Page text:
Salix triandra
Salix triandra

Salix triandra is a large bush or a small tree having elongated leaves that are shining dark green above and pale green-grey below, and which are strongly serrated along the edges. S. triandra is distributed throughout Central Europe and in Russia to the central parts of Siberia; further east, the subspecies S. triandra nipponica extends all the way to Southeast Asia. In northern Europe, the species grows along the shores of large river systems in Norway, Sweden, and Finland, and at a couple of sites on the Kola Peninsula in Russia.

Leaves, shoots, inflorescences, and ecology

The leaves of S. triandra are weakly shiny and dark green on the upperside, while the underside is dull and greenish grey. The leaves and elongated and have strongly serrated margins. Young leaves may be weakly pubescent, older ones are glabrous. On the underside, leaf veins are slightly elevated from the surface. Large rounded stipules with strongly serrated margins are present around the petiole bases, and persist on the shoots after the growing season.

S. triandra can reach a height of circa six meters. Current-year shoots are yellowish brown and weakly pubescent, but the hairs are shed through the summer. The bark of older and larger branches is smooth and characteristically comes off as large flakes.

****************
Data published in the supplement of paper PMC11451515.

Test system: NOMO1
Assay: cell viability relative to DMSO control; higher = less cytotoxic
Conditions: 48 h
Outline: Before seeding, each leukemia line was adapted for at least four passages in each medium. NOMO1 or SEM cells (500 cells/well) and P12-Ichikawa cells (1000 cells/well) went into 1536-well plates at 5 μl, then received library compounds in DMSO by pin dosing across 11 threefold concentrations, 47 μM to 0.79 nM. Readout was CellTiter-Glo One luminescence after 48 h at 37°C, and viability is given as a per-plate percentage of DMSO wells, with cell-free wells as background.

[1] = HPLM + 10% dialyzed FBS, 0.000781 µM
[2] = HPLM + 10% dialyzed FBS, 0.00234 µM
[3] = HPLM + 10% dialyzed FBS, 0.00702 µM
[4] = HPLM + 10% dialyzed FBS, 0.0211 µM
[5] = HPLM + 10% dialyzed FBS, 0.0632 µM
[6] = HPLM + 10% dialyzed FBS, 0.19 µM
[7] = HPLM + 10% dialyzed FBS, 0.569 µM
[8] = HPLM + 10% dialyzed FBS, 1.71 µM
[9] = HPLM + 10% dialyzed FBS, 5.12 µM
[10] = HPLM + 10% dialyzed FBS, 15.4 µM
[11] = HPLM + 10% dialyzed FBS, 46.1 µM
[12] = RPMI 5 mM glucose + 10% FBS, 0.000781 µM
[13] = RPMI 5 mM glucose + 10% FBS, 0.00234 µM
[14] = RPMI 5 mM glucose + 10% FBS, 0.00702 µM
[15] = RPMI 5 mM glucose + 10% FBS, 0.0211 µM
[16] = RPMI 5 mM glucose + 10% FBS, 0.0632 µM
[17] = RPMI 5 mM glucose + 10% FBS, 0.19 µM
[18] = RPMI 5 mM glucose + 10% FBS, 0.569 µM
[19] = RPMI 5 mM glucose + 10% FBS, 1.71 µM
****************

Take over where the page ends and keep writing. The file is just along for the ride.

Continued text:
Flowering commences after leafburst, so both male and female inflorescences are supported by long stalks with many large leaves. Bracts are pale yellow and, as implied by the specific epithet, each male flower has three stamens. Capsules of the elongated mature catkins are relatively short, green, and glabrous.

S. triandra is a specialist of flooded habitats along shorelines of lakes or large rivers, and disperses partly via branches that are easily cut off trees. The associated pollinator and herbivore communities have been studied only little. The nematine galler Euura (Pontania) triandrae induces large bean-shaped galls on leaf blades. A large batch of larvae of the nematine sawfly Cladius grandis (formerly Trichiocampus viminalis) was observed defoliating several plants along the Torne River in Finnish Lapland in 2016.